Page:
Wandering Thoughts archives


An example of a subtle over-broad try in Python

Today I wrote some code to winnow a list of users to 'real' users with live home directories that looks roughly like the following:

for uname, hdir in userlist:
      st = os.stat(hdir)
      if not stat.S_ISDIR(st.st_mode) or \
         stat.S_IMODE(st.st_mode) == 0:
      # looks good:
      print uname
   except EnvironmentError:
      # accept missing homedir; might be a
      # temporarily missing NFS mount, we
      # can't tell.
      print uname

This code has a relatively subtle flaw because I've accidentally written an over-broad exception catcher here.

As suggested by the comment, when I wrote this code I intended the try block to catch the case where the os.stat failed. The flaw here is that print itself does IO (of course) and so can raise an IO exception. Since I have the print inside my try block, a print-raised IO exception will get caught by it too. You might think that this is harmless because the except will re-do the print and thus presumably immediately have the exception raised again. This contains two assumptions: that the exception will be raised again and that if it isn't, the output is in a good state (as opposed to, say, having written only partial output before an error happened). Neither are entirely sure things and anyways, we shouldn't be relying on this sort of thing when it's really easy to fix. Since both branches of the exception end up at the same print, all we have to do is move it outside the try: block entirely (the except case then becomes just 'pass').

(My view is that print failing is unusual enough that I'm willing to have the program die with a stack backtrace, partly because this is an internal tool. If that's not okay you'd need to put the print in its own try block and then do something if it failed, or have an overall try block around the entire operation to catch otherwise unexpected EnvironmentError exceptions.)

The root cause here is that I wasn't thinking of print as something that does IO that can throw exceptions. Basic printing is sufficiently magical that it feels different and more ordinary, so it's easy to forget that this is a possibility. It's especially easy to overlook because it's extremely uncommon for print to fail in most situations (although there are exceptions, especially in Python 3). You can also attribute this to a failure to minimize what's done inside try blocks to only things that absolutely have to be there, as opposed to things that are just kind of convenient for the flow of code.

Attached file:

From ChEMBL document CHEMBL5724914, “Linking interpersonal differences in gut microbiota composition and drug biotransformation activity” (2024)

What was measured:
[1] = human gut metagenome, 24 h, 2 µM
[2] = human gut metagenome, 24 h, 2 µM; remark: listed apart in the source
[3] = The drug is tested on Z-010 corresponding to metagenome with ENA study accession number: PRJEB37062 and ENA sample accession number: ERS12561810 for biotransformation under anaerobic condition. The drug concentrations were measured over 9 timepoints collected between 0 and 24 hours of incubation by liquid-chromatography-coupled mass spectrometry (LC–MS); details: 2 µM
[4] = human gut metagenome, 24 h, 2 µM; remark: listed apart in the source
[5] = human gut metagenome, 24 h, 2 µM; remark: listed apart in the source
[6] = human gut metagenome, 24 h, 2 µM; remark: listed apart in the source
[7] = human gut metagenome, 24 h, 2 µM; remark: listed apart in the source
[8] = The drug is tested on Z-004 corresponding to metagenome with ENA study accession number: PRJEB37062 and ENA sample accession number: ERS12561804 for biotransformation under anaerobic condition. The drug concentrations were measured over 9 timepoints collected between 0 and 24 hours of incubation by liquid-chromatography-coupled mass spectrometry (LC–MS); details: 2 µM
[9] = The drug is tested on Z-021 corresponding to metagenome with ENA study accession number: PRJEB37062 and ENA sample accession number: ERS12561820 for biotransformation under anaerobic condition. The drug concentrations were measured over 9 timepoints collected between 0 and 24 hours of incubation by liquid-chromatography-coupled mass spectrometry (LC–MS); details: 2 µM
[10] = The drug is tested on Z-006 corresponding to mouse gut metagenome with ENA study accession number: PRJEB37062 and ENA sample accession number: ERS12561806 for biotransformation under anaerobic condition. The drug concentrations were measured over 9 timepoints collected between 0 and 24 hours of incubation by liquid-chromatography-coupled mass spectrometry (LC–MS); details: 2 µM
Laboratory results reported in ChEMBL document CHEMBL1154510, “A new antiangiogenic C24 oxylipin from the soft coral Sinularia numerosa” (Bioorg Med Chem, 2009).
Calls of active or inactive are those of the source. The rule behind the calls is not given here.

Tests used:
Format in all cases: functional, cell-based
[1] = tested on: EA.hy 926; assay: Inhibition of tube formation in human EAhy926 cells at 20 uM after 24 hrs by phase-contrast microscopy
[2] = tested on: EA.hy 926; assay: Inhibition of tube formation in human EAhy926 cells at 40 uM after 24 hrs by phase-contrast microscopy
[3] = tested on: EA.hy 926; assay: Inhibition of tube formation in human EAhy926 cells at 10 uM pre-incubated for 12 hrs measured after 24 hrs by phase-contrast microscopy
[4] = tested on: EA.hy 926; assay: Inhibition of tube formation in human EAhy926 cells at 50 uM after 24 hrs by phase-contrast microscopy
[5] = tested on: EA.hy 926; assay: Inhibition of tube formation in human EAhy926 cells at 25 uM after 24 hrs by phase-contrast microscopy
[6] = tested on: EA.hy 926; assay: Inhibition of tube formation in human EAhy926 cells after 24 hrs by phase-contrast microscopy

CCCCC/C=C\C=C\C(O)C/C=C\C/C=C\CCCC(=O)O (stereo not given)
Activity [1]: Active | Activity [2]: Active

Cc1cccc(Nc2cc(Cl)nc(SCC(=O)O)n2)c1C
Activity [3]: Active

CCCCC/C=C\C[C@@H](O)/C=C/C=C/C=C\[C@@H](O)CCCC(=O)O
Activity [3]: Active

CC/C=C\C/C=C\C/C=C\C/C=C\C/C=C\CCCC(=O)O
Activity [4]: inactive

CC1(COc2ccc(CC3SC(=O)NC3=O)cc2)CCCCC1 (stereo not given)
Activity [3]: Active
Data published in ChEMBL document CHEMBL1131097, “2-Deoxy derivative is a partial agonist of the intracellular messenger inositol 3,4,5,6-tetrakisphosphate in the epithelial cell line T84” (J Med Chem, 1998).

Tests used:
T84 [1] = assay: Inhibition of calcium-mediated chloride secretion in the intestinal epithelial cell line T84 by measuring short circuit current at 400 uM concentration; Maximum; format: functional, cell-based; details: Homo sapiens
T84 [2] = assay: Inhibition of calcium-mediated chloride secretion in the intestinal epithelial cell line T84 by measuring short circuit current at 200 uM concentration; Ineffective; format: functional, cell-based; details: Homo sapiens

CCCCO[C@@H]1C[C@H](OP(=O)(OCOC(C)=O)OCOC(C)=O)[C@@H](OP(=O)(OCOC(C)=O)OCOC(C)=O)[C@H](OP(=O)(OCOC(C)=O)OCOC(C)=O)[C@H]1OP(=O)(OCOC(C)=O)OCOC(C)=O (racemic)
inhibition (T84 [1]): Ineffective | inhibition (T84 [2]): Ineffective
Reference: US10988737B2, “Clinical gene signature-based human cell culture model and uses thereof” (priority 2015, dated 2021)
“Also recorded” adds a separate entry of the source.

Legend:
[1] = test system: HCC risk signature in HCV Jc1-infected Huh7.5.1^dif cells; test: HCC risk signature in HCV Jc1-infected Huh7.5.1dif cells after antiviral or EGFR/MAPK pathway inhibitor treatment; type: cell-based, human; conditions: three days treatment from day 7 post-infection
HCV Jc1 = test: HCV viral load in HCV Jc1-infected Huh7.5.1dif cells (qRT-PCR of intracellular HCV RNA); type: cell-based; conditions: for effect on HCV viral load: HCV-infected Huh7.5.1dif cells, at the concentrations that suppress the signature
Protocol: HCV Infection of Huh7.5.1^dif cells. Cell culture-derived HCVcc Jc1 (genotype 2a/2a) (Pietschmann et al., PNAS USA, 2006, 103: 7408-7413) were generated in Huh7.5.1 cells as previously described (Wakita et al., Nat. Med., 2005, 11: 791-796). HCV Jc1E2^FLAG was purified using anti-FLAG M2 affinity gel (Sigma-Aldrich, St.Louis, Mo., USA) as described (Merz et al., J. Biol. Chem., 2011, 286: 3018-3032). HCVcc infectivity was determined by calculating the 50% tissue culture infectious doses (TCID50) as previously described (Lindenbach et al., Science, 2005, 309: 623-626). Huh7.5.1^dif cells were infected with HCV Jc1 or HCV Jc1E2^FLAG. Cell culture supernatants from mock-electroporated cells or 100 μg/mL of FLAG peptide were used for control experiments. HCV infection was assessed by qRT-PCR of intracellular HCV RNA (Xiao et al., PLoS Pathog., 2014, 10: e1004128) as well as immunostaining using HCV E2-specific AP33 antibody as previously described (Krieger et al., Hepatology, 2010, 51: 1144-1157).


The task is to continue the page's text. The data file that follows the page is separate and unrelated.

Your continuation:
As a side note, one of the things that led to this particular case is that I changed my mind about what should happen when the os.stat() failed because I realized that failure might have legitimate causes instead of being a sign of significant problems with an account that should cause it to be skipped. When I changed my mind I just did a quick change to what the except block did instead of totally revising the overall code, partly because this is a small quick program instead of a big system.

python/SubtleBroadTry written at 22:34:55; Add Comment

The potential issue with Go's strings

As I mentioned back in Things I like about Go, one of the Go things that I really like is its strings (and slices in general). From the perspective of a Python programmer, what makes them great is that creating strings is cheap because they often don't require a copy. In Python, any time you touch a string you're copying some or all of it and this can easily have a real performance impact. Writing performant Python code requires considering this carefully. In Go, pretty much any string operation that just takes a subset of the string (eg trimming whitespace from the front and the end) is copy-free, so you can throw around string operations much more freely. This can make a straightforward algorithm both the right solution to your problem and pretty efficient.